Parents send their kids to school to learn. They learn how to read and write, they learn about history and math, and at the Yavneh Academy in Paramus they learn about the importance of using their voices to make positive changes in their environment and their country.

Dr. Aliza Frohlich, the director of guidance at Yavneh’s middle school, oversees the advisory program; part of that program’s focus is “Do not stand idly by.” This biblical directive is connected to “bullying and cheating within the school, and expands to getting involved with political action,” Dr. Frohlich said. Every student should know that bullying will not be tolerated; they should not just stand by and say nothing. They have the power to do something. The program empowers students to speak up and have a chance to make a difference.

As they get older, students learn that they have the power to make a difference in the political arena, if they so desire. Rabbi Jonathan Knapp, Yavneh’s principal, spoke about the activism that these students are learning. They learn, he said, that they must “stand up to eradicate evil and to protect peace.”

Teach NJS is a division of the Orthodox Union that works to gain funding for nonpublic schools. Part of its programming includes bringing congressional representatives and senators to local schools. As part of Teach NJS, Representative Josh Gottheimer (D-5th Dist.) paid a visit to 113 very politically aware seventh graders. He told these young people how much he enjoys meeting students, and he encouraged them to follow their political aspirations and lobby for issues that are important to them.

The congressman was even so honest as to talk to the audience about the anti-Semitism that he experienced in his own campaign, how upsetting it was to him, and how important education is in eradicating these issues. When he was asked about bullying, Mr. Gottheimer said, “As Americans, we should value and treat one another with respect. My advice to middle schoolers is that we must be brave and stand up against hate in all its forms. Hate and intolerance have no place in the greatest democracy in the world.”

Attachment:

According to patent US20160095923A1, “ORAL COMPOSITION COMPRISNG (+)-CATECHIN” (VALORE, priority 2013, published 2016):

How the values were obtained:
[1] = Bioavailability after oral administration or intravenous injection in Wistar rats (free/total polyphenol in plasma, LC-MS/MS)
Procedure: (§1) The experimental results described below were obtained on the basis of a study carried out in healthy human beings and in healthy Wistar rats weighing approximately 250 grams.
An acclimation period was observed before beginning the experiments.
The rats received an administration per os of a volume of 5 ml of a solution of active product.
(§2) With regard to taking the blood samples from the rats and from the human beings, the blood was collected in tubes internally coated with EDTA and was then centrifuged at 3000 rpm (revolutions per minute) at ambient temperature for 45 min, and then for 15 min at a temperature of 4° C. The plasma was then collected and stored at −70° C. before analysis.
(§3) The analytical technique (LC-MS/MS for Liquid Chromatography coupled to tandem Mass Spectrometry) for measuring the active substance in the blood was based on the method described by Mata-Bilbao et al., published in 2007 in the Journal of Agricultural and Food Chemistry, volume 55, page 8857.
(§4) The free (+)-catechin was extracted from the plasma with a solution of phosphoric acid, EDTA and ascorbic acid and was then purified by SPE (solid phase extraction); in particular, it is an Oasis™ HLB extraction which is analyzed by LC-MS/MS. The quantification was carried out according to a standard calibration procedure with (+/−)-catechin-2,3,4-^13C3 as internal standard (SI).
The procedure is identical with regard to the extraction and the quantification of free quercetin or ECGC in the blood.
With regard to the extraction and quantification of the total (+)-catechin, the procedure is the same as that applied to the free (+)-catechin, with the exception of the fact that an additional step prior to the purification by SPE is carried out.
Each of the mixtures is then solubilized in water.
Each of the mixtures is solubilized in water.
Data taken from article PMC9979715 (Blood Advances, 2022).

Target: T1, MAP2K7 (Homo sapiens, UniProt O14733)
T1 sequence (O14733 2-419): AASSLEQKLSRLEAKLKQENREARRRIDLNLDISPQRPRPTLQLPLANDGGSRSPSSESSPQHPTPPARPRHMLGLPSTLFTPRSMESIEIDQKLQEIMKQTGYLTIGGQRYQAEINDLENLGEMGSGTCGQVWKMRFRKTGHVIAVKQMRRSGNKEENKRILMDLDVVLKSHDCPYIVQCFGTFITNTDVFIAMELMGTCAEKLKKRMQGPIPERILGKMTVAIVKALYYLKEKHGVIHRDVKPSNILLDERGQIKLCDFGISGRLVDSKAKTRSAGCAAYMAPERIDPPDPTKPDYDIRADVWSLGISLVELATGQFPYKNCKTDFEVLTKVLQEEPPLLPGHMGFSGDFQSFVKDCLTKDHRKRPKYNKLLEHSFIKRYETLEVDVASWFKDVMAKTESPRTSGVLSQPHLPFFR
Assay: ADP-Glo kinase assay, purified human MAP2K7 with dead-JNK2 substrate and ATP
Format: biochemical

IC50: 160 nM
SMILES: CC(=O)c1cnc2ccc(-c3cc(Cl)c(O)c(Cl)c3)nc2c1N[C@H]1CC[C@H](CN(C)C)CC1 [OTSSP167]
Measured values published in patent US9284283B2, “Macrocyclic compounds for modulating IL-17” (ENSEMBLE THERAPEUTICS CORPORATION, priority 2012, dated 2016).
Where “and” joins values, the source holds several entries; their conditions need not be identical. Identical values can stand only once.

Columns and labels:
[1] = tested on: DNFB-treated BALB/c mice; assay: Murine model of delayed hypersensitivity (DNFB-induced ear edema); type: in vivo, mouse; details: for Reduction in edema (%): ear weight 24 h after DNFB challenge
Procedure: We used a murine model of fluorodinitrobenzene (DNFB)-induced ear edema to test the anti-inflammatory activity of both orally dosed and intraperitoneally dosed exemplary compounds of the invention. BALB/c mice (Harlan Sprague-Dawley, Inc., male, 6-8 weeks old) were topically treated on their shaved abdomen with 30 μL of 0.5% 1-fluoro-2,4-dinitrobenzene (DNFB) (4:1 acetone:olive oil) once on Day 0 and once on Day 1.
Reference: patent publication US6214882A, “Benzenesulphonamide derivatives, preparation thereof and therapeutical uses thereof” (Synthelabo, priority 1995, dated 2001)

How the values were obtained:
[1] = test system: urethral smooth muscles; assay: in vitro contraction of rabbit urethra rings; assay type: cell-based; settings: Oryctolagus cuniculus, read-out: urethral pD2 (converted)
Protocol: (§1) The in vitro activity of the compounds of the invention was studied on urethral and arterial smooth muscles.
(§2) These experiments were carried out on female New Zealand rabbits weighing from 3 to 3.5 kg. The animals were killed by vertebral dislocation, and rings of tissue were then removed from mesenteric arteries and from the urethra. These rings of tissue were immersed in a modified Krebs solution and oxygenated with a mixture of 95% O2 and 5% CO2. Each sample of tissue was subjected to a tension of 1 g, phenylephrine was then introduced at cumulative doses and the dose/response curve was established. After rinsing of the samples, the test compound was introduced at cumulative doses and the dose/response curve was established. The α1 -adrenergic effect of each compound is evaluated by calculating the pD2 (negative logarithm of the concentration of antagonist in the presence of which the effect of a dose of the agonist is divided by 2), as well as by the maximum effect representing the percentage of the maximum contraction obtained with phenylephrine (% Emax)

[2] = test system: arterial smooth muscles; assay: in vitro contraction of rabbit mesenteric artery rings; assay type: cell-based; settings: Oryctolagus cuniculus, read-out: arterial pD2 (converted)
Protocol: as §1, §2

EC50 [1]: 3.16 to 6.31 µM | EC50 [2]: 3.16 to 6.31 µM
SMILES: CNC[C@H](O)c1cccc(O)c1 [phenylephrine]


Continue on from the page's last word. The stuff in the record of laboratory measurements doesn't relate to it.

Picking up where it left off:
An innocent onlooker might assume that because these students are only 13 years old, their questions would be benign. But they weren’t. These students came up with questions ranging from “What is a typical day for a congressman?” to “What do you think about President Trump’s plans for healthcare in the United States?” A lot of time was spent asking and answering questions about the state of Israel, a subject that is very close to these
students’ hearts.

Congressman Gottheimer accepts a presentation from two Yavneh students at the assembly.

Congressman Gottheimer accepts a presentation from two Yavneh students at the assembly.

Mr. Gottheimer talked about his accomplishments since he was sworn into office for his first term in January. They include an amendment he introduced to help veterans — both those fresh out of the service and those who are older — get jobs. He told the students that his hopes for his time in office include “working on Israel, fixing tax codes, and fixing roads, bridges, and trains.” The students were surprised to hear that New Jersey has been rated as having the ninth worst roads in the country.

“Students at the Yavneh School were passionately engaged in learning about American civics and good government, and their questions made it clear that they share my unshakeable commitment to Israel and its security,” Mr. Gottheimer said. “I look forward to seeing the great things these young people will do in service of our community and nation.”

Ozzie Wimpfheimer, one of the seventh graders, was very excited about hearing from Mr. Gottheimer. “I thought the congressman really answered the questions very well, for kids who either knew generally what was going on in Washington or kids who didn’t even know who their  congressman was,” Ozzie said. “He explained every question to all the kids. He would dissect the question and explain that first, and then explain everything that he was talking about.

“I feel like he really got to every kid in the room.”

And did he learn anything from Mr. Gottheimer? Yes, Ozzie said. “I personally felt like he really covered everything that he came here to do. He spoke about Israel and what it is like to be a congressman. I mostly enjoyed him talking about his day-to-day life, learning what a congressman does every day, and how he manages it.”